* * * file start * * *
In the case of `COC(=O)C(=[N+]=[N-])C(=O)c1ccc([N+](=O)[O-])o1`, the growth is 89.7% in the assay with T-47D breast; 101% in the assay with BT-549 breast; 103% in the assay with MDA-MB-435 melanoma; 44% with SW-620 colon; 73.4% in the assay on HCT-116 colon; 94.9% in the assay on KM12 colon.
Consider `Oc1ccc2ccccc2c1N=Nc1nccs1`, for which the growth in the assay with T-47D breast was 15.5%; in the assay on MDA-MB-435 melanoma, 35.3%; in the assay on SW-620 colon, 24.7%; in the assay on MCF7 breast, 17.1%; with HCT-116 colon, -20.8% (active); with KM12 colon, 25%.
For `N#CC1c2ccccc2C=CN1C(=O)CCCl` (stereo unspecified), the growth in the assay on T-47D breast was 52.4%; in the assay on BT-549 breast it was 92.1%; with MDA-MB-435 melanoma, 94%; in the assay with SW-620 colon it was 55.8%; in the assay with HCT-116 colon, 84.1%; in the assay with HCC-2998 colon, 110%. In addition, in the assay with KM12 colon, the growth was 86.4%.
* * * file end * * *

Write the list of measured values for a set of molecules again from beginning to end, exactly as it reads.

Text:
In the case of `COC(=O)C(=[N+]=[N-])C(=O)c1ccc([N+](=O)[O-])o1`, the growth is 89.7% in the assay with T-47D breast; 101% in the assay with BT-549 breast; 103% in the assay with MDA-MB-435 melanoma; 44% with SW-620 colon; 73.4% in the assay on HCT-116 colon; 94.9% in the assay on KM12 colon.
Consider `Oc1ccc2ccccc2c1N=Nc1nccs1`, for which the growth in the assay with T-47D breast was 15.5%; in the assay on MDA-MB-435 melanoma, 35.3%; in the assay on SW-620 colon, 24.7%; in the assay on MCF7 breast, 17.1%; with HCT-116 colon, -20.8% (active); with KM12 colon, 25%.
For `N#CC1c2ccccc2C=CN1C(=O)CCCl` (stereo unspecified), the growth in the assay on T-47D breast was 52.4%; in the assay on BT-549 breast it was 92.1%; with MDA-MB-435 melanoma, 94%; in the assay with SW-620 colon it was 55.8%; in the assay with HCT-116 colon, 84.1%; in the assay with HCC-2998 colon, 110%. In addition, in the assay with KM12 colon, the growth was 86.4%.